At Dimlington, just north of the Easington Gas Terminals, we were able to study the type section of the Dimlington Stadial, the youngest part of the Devensian. John Catt told us about the Skipsea and Withernsea Tills in this area and their origins. The Withernsea Till, which is absent in the northern part of Holderness, contains more erratics of Carboniferous and Lias shales, red Permo-Trias and Shap Granite, Brockram and Borrowdale Volcanics from north-west England. The Skipsea Till contains fewer erratics from north-west England and more Carboniferous Limestone and Whin Sill from north-east England. Unfortunately recent cliff falls had obscured the Dimlington Silts which had been dated by using moss and beetle remains to 21-22 000 (calibrated) years BP.

As the tide went out (after allowing us time to listen to the Archers Omnibus on the radio), we were able to examine a beach exposure of the Basement Till. The patches of Bridlington Crag that were visible a few years ago were not seen, but examples of the bivalve Macoma baltica were seen in the Basement Till. There were plenty of erratics to collect but very few fossils among them apart from Carboniferous corals and crinoids.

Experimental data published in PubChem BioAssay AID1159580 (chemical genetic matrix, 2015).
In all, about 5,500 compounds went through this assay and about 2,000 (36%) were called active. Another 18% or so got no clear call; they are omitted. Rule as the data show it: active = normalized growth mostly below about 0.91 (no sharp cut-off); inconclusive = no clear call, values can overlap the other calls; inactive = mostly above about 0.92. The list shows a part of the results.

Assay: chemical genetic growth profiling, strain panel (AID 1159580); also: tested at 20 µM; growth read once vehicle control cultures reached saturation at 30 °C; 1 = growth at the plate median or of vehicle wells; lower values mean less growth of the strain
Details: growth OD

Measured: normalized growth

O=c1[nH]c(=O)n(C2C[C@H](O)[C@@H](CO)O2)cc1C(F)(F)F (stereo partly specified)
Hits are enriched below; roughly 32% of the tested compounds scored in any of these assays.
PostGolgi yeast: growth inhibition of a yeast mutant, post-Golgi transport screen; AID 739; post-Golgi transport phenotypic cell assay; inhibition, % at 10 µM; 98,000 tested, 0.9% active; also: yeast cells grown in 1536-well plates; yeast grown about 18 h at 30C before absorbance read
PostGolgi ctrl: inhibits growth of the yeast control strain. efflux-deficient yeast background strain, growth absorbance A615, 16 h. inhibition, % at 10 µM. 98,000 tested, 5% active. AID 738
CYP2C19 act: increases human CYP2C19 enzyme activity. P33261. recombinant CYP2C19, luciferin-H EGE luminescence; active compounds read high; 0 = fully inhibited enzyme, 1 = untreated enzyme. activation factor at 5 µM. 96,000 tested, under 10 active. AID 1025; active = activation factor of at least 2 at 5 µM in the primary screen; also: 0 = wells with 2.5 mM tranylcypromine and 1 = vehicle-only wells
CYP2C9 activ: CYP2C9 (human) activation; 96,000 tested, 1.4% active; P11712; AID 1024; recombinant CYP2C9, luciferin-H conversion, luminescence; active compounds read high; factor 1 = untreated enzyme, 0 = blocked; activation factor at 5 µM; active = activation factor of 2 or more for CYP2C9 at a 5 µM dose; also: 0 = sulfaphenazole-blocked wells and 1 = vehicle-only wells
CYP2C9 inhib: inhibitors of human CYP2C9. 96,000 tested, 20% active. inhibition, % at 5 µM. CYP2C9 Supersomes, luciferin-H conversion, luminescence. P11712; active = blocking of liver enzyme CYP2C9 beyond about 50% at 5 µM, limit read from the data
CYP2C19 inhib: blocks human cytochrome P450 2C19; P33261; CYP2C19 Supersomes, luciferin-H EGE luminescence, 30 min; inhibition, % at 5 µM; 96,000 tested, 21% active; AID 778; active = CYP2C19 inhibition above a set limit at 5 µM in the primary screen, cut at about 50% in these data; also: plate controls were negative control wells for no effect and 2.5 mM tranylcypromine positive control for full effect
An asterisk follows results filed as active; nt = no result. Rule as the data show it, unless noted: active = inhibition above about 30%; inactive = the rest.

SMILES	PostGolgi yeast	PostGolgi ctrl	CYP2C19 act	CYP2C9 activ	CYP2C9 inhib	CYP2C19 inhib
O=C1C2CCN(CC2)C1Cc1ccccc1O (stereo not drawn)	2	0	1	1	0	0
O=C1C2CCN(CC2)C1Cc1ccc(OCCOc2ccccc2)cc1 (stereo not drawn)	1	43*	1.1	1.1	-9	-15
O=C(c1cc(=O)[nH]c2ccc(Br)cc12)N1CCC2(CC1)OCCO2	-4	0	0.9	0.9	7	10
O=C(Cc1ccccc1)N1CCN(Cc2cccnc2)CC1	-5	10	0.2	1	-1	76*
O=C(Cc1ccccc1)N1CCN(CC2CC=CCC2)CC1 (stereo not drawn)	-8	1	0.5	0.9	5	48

Easington/Dimlington - John Catt describes the cliff sections.

After lunch at Kilnsea we travelled to Spurn where Ada Pringle told us about the history, erosion and landforms of Spurn Point. We made three stops along Spurn. The first was near the wardens hut and here Ada told us that there were 30 metres of sand dunes on the seaward side when she started her research in 1960, but these had been eroded back to the road by 1978. On the western side there is a shingle ridge with the 'Kilnsea Clays' beyond. Our second stop was about half way along Spurn, at a narrow point, where the sea had recently breached the concrete defences and as a result the road had been moved to the west because of subsidence a few weeks before our visit. Our last stop was at the car park at the end of the road. We walked up on to a dune near the lighthouse and Ada pointed out the main features and told us about sediment transport and currents around the Point and the Binks.

Dr Ada Pringle at Spurn

Concrete sea defences at Spurn, breached in spring 2003.

Spurn Lighthouse.

 

Pictures by Anne Horne, Mike Horne and Nigel Whittington.

 

copyright Hull Geological Society 2005